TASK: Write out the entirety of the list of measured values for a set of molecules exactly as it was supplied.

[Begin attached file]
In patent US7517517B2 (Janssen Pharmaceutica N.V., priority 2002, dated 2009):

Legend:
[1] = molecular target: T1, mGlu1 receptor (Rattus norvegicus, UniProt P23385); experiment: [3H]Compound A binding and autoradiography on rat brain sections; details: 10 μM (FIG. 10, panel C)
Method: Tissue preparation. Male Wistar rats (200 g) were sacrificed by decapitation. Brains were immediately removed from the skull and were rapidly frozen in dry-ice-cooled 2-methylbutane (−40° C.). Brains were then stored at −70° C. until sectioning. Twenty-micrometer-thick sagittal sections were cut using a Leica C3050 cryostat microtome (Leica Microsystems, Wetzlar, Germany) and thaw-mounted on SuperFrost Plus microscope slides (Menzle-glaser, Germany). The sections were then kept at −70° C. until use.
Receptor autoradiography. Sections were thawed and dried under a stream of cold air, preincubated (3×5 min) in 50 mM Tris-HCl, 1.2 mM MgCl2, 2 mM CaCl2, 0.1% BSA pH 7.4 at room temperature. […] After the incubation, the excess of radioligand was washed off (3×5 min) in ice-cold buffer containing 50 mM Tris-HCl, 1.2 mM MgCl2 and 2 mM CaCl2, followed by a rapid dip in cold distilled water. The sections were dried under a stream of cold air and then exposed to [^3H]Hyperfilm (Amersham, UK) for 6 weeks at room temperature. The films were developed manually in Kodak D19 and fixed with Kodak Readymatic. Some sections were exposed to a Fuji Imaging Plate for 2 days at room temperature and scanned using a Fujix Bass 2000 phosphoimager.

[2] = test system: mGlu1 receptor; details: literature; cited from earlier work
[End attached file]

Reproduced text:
In patent US7517517B2 (Janssen Pharmaceutica N.V., priority 2002, dated 2009):

Legend:
[1] = molecular target: T1, mGlu1 receptor (Rattus norvegicus, UniProt P23385); experiment: [3H]Compound A binding and autoradiography on rat brain sections; details: 10 μM (FIG. 10, panel C)
Method: Tissue preparation. Male Wistar rats (200 g) were sacrificed by decapitation. Brains were immediately removed from the skull and were rapidly frozen in dry-ice-cooled 2-methylbutane (−40° C.). Brains were then stored at −70° C. until sectioning. Twenty-micrometer-thick sagittal sections were cut using a Leica C3050 cryostat microtome (Leica Microsystems, Wetzlar, Germany) and thaw-mounted on SuperFrost Plus microscope slides (Menzle-glaser, Germany). The sections were then kept at −70° C. until use.
Receptor autoradiography. Sections were thawed and dried under a stream of cold air, preincubated (3×5 min) in 50 mM Tris-HCl, 1.2 mM MgCl2, 2 mM CaCl2, 0.1% BSA pH 7.4 at room temperature. […] After the incubation, the excess of radioligand was washed off (3×5 min) in ice-cold buffer containing 50 mM Tris-HCl, 1.2 mM MgCl2 and 2 mM CaCl2, followed by a rapid dip in cold distilled water. The sections were dried under a stream of cold air and then exposed to [^3H]Hyperfilm (Amersham, UK) for 6 weeks at room temperature. The films were developed manually in Kodak D19 and fixed with Kodak Readymatic. Some sections were exposed to a Fuji Imaging Plate for 2 days at room temperature and scanned using a Fujix Bass 2000 phosphoimager.

[2] = test system: mGlu1 receptor; details: literature; cited from earlier work